Chapter 3 Practice Problems (Practice – no credit) Due: 11:59pm on Wednesday, February 12, 2014 You will receive no credit for items you complete after the assignment is due. Grading Policy Tactics Box 3.1 Determining the Components of a Vector Learning Goal: To practice Tactics Box 3.1 Determining the Components of a Vector. When a vector is decomposed into component vectors and parallel to the coordinate axes, we can describe each component vector with a single number (a scalar) called the component. This tactics box describes how to determine the x component and y component of vector , denoted and . TACTICS BOX 3.1 Determining the components of a vector The absolute value of the x component is the magnitude of the 1. component vector . 2. The sign of is positive if points in the positive x direction; it is negative if points in the negative x direction. 3. The y component is determined similarly. Part A What is the magnitude of the component vector shown in the figure? Express your answer in meters to one significant figure. A A x A y A Ax Ay |Ax| Ax A x Ax A x A x Ay A x ANSWER: Answer Requested Part B What is the sign of the y component of vector shown in the figure? ANSWER: Correct Part C Now, combine the information given in the tactics box above to find the x and y components, and , of vector shown in the figure. |Ax| = 5 m Ay A positive negative Bx By B Express your answers, separated by a comma, in meters to one significant figure. ANSWER: Correct Vector Components–Review Learning Goal: To introduce you to vectors and the use of sine and cosine for a triangle when resolving components. Vectors are an important part of the language of science, mathematics, and engineering. They are used to discuss multivariable calculus, electrical circuits with oscillating currents, stress and strain in structures and materials, and flows of atmospheres and fluids, and they have many other applications. Resolving a vector into components is a precursor to computing things with or about a vector quantity. Because position, velocity, acceleration, force, momentum, and angular momentum are all vector quantities, resolving vectors into components is the most important skill required in a mechanics course. The figure shows the components of , and , along the x and y axes of the coordinate system, respectively. The components of a vector depend on the coordinate system’s orientation, the key being the angle between the vector and the coordinate axes, often designated . Bx, By = -2,-5 m, m F  Fx Fy  Part A The figure shows the standard way of measuring the angle. is measured to the vector from the x axis, and counterclockwise is positive. Express and in terms of the length of the vector and the angle , with the components separated by a comma. ANSWER:  Fx Fy F  Fx, Fy = Fcos, Fsin Correct In principle, you can determine the components of any vector with these expressions. If lies in one of the other quadrants of the plane, will be an angle larger than 90 degrees (or in radians) and and will have the appropriate signs and values. Unfortunately this way of representing , though mathematically correct, leads to equations that must be simplified using trig identities such as and . These must be used to reduce all trig functions present in your equations to either or . Unless you perform this followup step flawlessly, you will fail to recoginze that , and your equations will not simplify so that you can progress further toward a solution. Therefore, it is best to express all components in terms of either or , with between 0 and 90 degrees (or 0 and in radians), and determine the signs of the trig functions by knowing in which quadrant the vector lies. Part B When you resolve a vector into components, the components must have the form or . The signs depend on which quadrant the vector lies in, and there will be one component with and the other with . In real problems the optimal coordinate system is often rotated so that the x axis is not horizontal. Furthermore, most vectors will not lie in the first quadrant. To assign the sine and cosine correctly for vectors at arbitrary angles, you must figure out which angle is and then properly reorient the definitional triangle. As an example, consider the vector shown in the diagram labeled “tilted axes,” where you know the angle between and the y axis. Which of the various ways of orienting the definitional triangle must be used to resolve into components in the tilted coordinate system shown? (In the figures, the hypotenuse is orange, the side adjacent to is red, and the side opposite is yellow.) F  /2 cos() sin() F  sin(180 + ) = −sin() cos(90 + ) = −sin() sin() cos() sin(180 + ) + cos(270 − ) = 0 sin() cos()  /2 F  |F| cos() |F| sin() sin() cos()  N  N N  Indicate the number of the figure with the correct orientation. Hint 1. Recommended procedure for resolving a vector into components First figure out the sines and cosines of , then figure out the signs from the quadrant the vector is in and write in the signs. Hint 2. Finding the trigonometric functions Sine and cosine are defined according to the following convention, with the key lengths shown in green: The hypotenuse has unit length, the side adjacent to has length , and the   cos() side opposite has length . The colors are chosen to remind you that the vector sum of the two orthogonal sides is the vector whose magnitude is the hypotenuse; red + yellow = orange. ANSWER: Correct Part C Choose the correct procedure for determining the components of a vector in a given coordinate system from this list: ANSWER: sin() 1 2 3 4 Correct Part D The space around a coordinate system is conventionally divided into four numbered quadrants depending on the signs of the x and y coordinates . Consider the following conditions: A. , B. , C. , D. , Which of these lettered conditions are true in which the numbered quadrants shown in ? Write the answer in the following way: If A were true in the third quadrant, B in the second, C in the first, and D in the fourth, enter “3, 2, 1, 4” as your response. ANSWER: Align the adjacent side of a right triangle with the vector and the hypotenuse along a coordinate direction with as the included angle. Align the hypotenuse of a right triangle with the vector and an adjacent side along a coordinate direction with as the included angle. Align the opposite side of a right triangle with the vector and the hypotenuse along a coordinate direction with as the included angle. Align the hypotenuse of a right triangle with the vector and the opposite side along a coordinate direction with as the included angle.     x > 0 y > 0 x > 0 y < 0 x < 0 y > 0 x < 0 y < 0 Correct Part E Now find the components and of in the tilted coordinate system of Part B. Express your answer in terms of the length of the vector and the angle , with the components separated by a comma. ANSWER: Answer Requested ± Resolving Vector Components with Trigonometry Often a vector is specified by a magnitude and a direction; for example, a rope with tension exerts a force of magnitude in a direction 35 north of east. This is a good way to think of vectors; however, to calculate results with vectors, it is best to select a coordinate system and manipulate the components of the vectors in that coordinate system. Nx Ny N N  Nx, Ny = −Nsin(),Ncos() T  T  Part A Find the components of the vector with length = 1.00 and angle =10.0 with respect to the x axis as shown. Enter the x component followed by the y component, separated by a comma. Hint 1. What is the x component? Look at the figure shown. points in the positive x direction, so is positive. Also, the magnitude is just the length . ANSWER: Correct Part B Find the components of the vector with length = 1.00 and angle =15.0 with respect to the x axis as shown. Enter the x component followed by the y component, separated by a comma. A a  A x Ax |Ax| OL = OMcos( ) A  = 0.985,0.174 B b   Hint 1. What is the x component? The x component is still of the same form, that is, . ANSWER: Correct The components of still have the same form, that is, , despite 's placement with respect to the y axis on the drawing. Part C Find the components of the vector with length = 1.00 and angle 35.0 as shown. Enter the x component followed by the y component, separated by a comma. Hint 1. Method 1: Find the angle that makes with the positive x axis Angle = 0.611 differs from the other two angles because it is the angle between the vector and the y axis, unlike the others, which are with respect to the x axis. What is the angle that makes with the positive x axis? Express your answer numerically in degrees. ANSWER: Hint 2. Method 2: Use vector addition Look at the figure shown. Lcos() B = 0.966,0.259 B (Lcos(), Lsin()) B C c  =  C  C 125 1. . 2. . 3. , the x component of is negative, since points in the negative x direction. Use this information to find . Similarly, find . ANSWER: Answer Requested ± Vector Addition and Subtraction In general it is best to conceptualize vectors as arrows in space, and then to make calculations with them using their components. (You must first specify a coordinate system in order to find the components of each arrow.) This problem gives you some practice with the components. Let vectors , , and . Calculate the following, and express your answers as ordered triplets of values separated by commas. Part A ANSWER: Correct C = C + x C y |C | = length(QR) = c sin() x Cx C C x Cx Cy C  = -0.574,0.819 A = (1, 0,−3) B = (−2, 5, 1) C = (3, 1, 1) A − B  = 3,-5,-4 Part B ANSWER: Correct Part C ANSWER: Correct Part D ANSWER: Correct B − C  = -5,4,0 −A + B − C  = -6,4,3 3A − 2C  = -3,-2,-11 Part E ANSWER: Correct Part F ANSWER: Correct Video Tutor: Balls Take High and Low Tracks First, launch the video below. You will be asked to use your knowledge of physics to predict the outcome of an experiment. Then, close the video window and answer the questions at right. You can watch the video again at any point. Part A −2A + 3B − C  = -11,14,8 2A − 3(B − C) = 17,-12,-6 Consider the video demonstration that you just watched. Which of the following changes could potentially allow the ball on the straight inclined (yellow) track to win? Ignore air resistance. Select all that apply. Hint 1. How to approach the problem Answers A and B involve changing the steepness of part or all of the track. Answers C and D involve changing the mass of the balls. So, first you should decide which of those factors, if either, can change how fast the ball gets to the end of the track. ANSWER: Correct If the yellow track were tilted steeply enough, its ball could win. How might you go about calculating the necessary change in tilt? Score Summary: Your score on this assignment is 0%. You received 0 out of a possible total of 0 points. A. Increase the tilt of the yellow track. B. Make the downhill and uphill inclines on the red track less steep, while keeping the total distance traveled by the ball the same. C. Increase the mass of the ball on the yellow track. D. Decrease the mass of the ball on the red track.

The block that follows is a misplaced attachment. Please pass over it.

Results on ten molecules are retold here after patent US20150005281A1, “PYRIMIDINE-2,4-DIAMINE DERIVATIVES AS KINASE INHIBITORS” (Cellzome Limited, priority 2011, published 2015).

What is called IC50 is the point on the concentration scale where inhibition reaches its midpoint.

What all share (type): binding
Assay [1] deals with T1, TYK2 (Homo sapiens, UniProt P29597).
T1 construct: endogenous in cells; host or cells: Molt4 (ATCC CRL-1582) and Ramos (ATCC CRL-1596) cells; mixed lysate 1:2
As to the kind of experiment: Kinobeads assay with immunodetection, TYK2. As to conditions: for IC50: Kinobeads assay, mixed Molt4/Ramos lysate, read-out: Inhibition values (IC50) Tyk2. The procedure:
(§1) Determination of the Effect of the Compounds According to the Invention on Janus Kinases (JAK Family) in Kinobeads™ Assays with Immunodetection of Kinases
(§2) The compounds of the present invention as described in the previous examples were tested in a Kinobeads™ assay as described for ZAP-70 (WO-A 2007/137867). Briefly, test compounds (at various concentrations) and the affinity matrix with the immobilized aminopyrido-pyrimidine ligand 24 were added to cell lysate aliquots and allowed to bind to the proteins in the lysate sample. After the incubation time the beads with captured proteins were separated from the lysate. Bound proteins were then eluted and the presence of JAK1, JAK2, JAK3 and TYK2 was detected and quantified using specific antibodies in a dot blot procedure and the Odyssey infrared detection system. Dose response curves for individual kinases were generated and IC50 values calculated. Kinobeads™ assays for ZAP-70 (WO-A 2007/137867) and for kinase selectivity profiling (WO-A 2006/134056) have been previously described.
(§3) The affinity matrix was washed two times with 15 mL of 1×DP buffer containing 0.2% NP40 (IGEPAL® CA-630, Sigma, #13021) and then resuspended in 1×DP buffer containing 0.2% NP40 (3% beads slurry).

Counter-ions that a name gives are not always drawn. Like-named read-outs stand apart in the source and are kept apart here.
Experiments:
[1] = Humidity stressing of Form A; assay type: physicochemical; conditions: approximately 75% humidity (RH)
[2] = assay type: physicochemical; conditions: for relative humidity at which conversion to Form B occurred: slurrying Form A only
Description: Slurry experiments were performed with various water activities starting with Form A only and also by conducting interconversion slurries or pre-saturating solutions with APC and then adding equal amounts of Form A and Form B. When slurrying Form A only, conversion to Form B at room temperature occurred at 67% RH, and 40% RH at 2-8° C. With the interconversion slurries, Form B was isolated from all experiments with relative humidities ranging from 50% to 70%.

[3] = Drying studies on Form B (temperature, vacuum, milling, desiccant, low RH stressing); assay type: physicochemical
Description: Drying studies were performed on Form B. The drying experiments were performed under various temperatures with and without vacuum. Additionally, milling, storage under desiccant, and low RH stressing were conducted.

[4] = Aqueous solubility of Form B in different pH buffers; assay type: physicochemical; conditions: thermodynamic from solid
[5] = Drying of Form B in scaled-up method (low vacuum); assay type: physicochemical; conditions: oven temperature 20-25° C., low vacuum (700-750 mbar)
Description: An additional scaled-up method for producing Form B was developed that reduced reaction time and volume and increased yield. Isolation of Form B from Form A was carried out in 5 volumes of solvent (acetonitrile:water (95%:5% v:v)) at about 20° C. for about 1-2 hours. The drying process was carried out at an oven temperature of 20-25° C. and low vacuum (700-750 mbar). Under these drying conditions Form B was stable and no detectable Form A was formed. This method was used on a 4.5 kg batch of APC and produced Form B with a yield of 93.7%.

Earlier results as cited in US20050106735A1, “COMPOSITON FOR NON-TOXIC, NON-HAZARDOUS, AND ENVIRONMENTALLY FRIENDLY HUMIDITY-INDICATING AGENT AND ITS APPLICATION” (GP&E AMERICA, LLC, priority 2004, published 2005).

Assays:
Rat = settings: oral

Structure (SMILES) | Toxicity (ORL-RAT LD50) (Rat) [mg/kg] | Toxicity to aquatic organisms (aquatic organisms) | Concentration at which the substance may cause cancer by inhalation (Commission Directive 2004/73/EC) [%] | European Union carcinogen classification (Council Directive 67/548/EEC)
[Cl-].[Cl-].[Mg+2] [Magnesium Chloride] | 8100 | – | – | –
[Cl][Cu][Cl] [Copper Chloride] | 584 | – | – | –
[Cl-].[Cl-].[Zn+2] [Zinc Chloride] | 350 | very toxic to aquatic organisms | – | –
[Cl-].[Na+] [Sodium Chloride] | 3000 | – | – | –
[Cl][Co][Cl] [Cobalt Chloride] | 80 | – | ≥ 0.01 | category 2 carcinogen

Chapter 3 Practice Problems (Practice – no credit) Due: 11:59pm on Wednesday, February 12, 2014 You will receive no credit for items you complete after the assignment is due. Grading Policy Tactics Box 3.1 Determining the Components of a Vector Learning Goal: To practice Tactics Box 3.1 Determining the Components of a Vector. When a vector is decomposed into component vectors and parallel to the coordinate axes, we can describe each component vector with a single number (a scalar) called the component. This tactics box describes how to determine the x component and y component of vector , denoted and . TACTICS BOX 3.1 Determining the components of a vector The absolute value of the x component is the magnitude of the 1. component vector . 2. The sign of is positive if points in the positive x direction; it is negative if points in the negative x direction. 3. The y component is determined similarly. Part A What is the magnitude of the component vector shown in the figure? Express your answer in meters to one significant figure. A A x A y A Ax Ay |Ax| Ax A x Ax A x A x Ay A x ANSWER: Answer Requested Part B What is the sign of the y component of vector shown in the figure? ANSWER: Correct Part C Now, combine the information given in the tactics box above to find the x and y components, and , of vector shown in the figure. |Ax| = 5 m Ay A positive negative Bx By B Express your answers, separated by a comma, in meters to one significant figure. ANSWER: Correct Vector Components–Review Learning Goal: To introduce you to vectors and the use of sine and cosine for a triangle when resolving components. Vectors are an important part of the language of science, mathematics, and engineering. They are used to discuss multivariable calculus, electrical circuits with oscillating currents, stress and strain in structures and materials, and flows of atmospheres and fluids, and they have many other applications. Resolving a vector into components is a precursor to computing things with or about a vector quantity. Because position, velocity, acceleration, force, momentum, and angular momentum are all vector quantities, resolving vectors into components is the most important skill required in a mechanics course. The figure shows the components of , and , along the x and y axes of the coordinate system, respectively. The components of a vector depend on the coordinate system’s orientation, the key being the angle between the vector and the coordinate axes, often designated . Bx, By = -2,-5 m, m F  Fx Fy  Part A The figure shows the standard way of measuring the angle. is measured to the vector from the x axis, and counterclockwise is positive. Express and in terms of the length of the vector and the angle , with the components separated by a comma. ANSWER:  Fx Fy F  Fx, Fy = Fcos, Fsin Correct In principle, you can determine the components of any vector with these expressions. If lies in one of the other quadrants of the plane, will be an angle larger than 90 degrees (or in radians) and and will have the appropriate signs and values. Unfortunately this way of representing , though mathematically correct, leads to equations that must be simplified using trig identities such as and . These must be used to reduce all trig functions present in your equations to either or . Unless you perform this followup step flawlessly, you will fail to recoginze that , and your equations will not simplify so that you can progress further toward a solution. Therefore, it is best to express all components in terms of either or , with between 0 and 90 degrees (or 0 and in radians), and determine the signs of the trig functions by knowing in which quadrant the vector lies. Part B When you resolve a vector into components, the components must have the form or . The signs depend on which quadrant the vector lies in, and there will be one component with and the other with . In real problems the optimal coordinate system is often rotated so that the x axis is not horizontal. Furthermore, most vectors will not lie in the first quadrant. To assign the sine and cosine correctly for vectors at arbitrary angles, you must figure out which angle is and then properly reorient the definitional triangle. As an example, consider the vector shown in the diagram labeled “tilted axes,” where you know the angle between and the y axis. Which of the various ways of orienting the definitional triangle must be used to resolve into components in the tilted coordinate system shown? (In the figures, the hypotenuse is orange, the side adjacent to is red, and the side opposite is yellow.) F  /2 cos() sin() F  sin(180 + ) = −sin() cos(90 + ) = −sin() sin() cos() sin(180 + ) + cos(270 − ) = 0 sin() cos()  /2 F  |F| cos() |F| sin() sin() cos()  N  N N  Indicate the number of the figure with the correct orientation. Hint 1. Recommended procedure for resolving a vector into components First figure out the sines and cosines of , then figure out the signs from the quadrant the vector is in and write in the signs. Hint 2. Finding the trigonometric functions Sine and cosine are defined according to the following convention, with the key lengths shown in green: The hypotenuse has unit length, the side adjacent to has length , and the   cos() side opposite has length . The colors are chosen to remind you that the vector sum of the two orthogonal sides is the vector whose magnitude is the hypotenuse; red + yellow = orange. ANSWER: Correct Part C Choose the correct procedure for determining the components of a vector in a given coordinate system from this list: ANSWER: sin() 1 2 3 4 Correct Part D The space around a coordinate system is conventionally divided into four numbered quadrants depending on the signs of the x and y coordinates . Consider the following conditions: A. , B. , C. , D. , Which of these lettered conditions are true in which the numbered quadrants shown in ? Write the answer in the following way: If A were true in the third quadrant, B in the second, C in the first, and D in the fourth, enter “3, 2, 1, 4” as your response. ANSWER: Align the adjacent side of a right triangle with the vector and the hypotenuse along a coordinate direction with as the included angle. Align the hypotenuse of a right triangle with the vector and an adjacent side along a coordinate direction with as the included angle. Align the opposite side of a right triangle with the vector and the hypotenuse along a coordinate direction with as the included angle. Align the hypotenuse of a right triangle with the vector and the opposite side along a coordinate direction with as the included angle.     x > 0 y > 0 x > 0 y < 0 x < 0 y > 0 x < 0 y < 0 Correct Part E Now find the components and of in the tilted coordinate system of Part B. Express your answer in terms of the length of the vector and the angle , with the components separated by a comma. ANSWER: Answer Requested ± Resolving Vector Components with Trigonometry Often a vector is specified by a magnitude and a direction; for example, a rope with tension exerts a force of magnitude in a direction 35 north of east. This is a good way to think of vectors; however, to calculate results with vectors, it is best to select a coordinate system and manipulate the components of the vectors in that coordinate system. Nx Ny N N  Nx, Ny = −Nsin(),Ncos() T  T  Part A Find the components of the vector with length = 1.00 and angle =10.0 with respect to the x axis as shown. Enter the x component followed by the y component, separated by a comma. Hint 1. What is the x component? Look at the figure shown. points in the positive x direction, so is positive. Also, the magnitude is just the length . ANSWER: Correct Part B Find the components of the vector with length = 1.00 and angle =15.0 with respect to the x axis as shown. Enter the x component followed by the y component, separated by a comma. A a  A x Ax |Ax| OL = OMcos( ) A  = 0.985,0.174 B b   Hint 1. What is the x component? The x component is still of the same form, that is, . ANSWER: Correct The components of still have the same form, that is, , despite 's placement with respect to the y axis on the drawing. Part C Find the components of the vector with length = 1.00 and angle 35.0 as shown. Enter the x component followed by the y component, separated by a comma. Hint 1. Method 1: Find the angle that makes with the positive x axis Angle = 0.611 differs from the other two angles because it is the angle between the vector and the y axis, unlike the others, which are with respect to the x axis. What is the angle that makes with the positive x axis? Express your answer numerically in degrees. ANSWER: Hint 2. Method 2: Use vector addition Look at the figure shown. Lcos() B = 0.966,0.259 B (Lcos(), Lsin()) B C c  =  C  C 125 1. . 2. . 3. , the x component of is negative, since points in the negative x direction. Use this information to find . Similarly, find . ANSWER: Answer Requested ± Vector Addition and Subtraction In general it is best to conceptualize vectors as arrows in space, and then to make calculations with them using their components. (You must first specify a coordinate system in order to find the components of each arrow.) This problem gives you some practice with the components. Let vectors , , and . Calculate the following, and express your answers as ordered triplets of values separated by commas. Part A ANSWER: Correct C = C + x C y |C | = length(QR) = c sin() x Cx C C x Cx Cy C  = -0.574,0.819 A = (1, 0,−3) B = (−2, 5, 1) C = (3, 1, 1) A − B  = 3,-5,-4 Part B ANSWER: Correct Part C ANSWER: Correct Part D ANSWER: Correct B − C  = -5,4,0 −A + B − C  = -6,4,3 3A − 2C  = -3,-2,-11 Part E ANSWER: Correct Part F ANSWER: Correct Video Tutor: Balls Take High and Low Tracks First, launch the video below. You will be asked to use your knowledge of physics to predict the outcome of an experiment. Then, close the video window and answer the questions at right. You can watch the video again at any point. Part A −2A + 3B − C  = -11,14,8 2A − 3(B − C) = 17,-12,-6 Consider the video demonstration that you just watched. Which of the following changes could potentially allow the ball on the straight inclined (yellow) track to win? Ignore air resistance. Select all that apply. Hint 1. How to approach the problem Answers A and B involve changing the steepness of part or all of the track. Answers C and D involve changing the mass of the balls. So, first you should decide which of those factors, if either, can change how fast the ball gets to the end of the track. ANSWER: Correct If the yellow track were tilted steeply enough, its ball could win. How might you go about calculating the necessary change in tilt? Score Summary: Your score on this assignment is 0%. You received 0 out of a possible total of 0 points. A. Increase the tilt of the yellow track. B. Make the downhill and uphill inclines on the red track less steep, while keeping the total distance traveled by the ball the same. C. Increase the mass of the ball on the yellow track. D. Decrease the mass of the ball on the red track.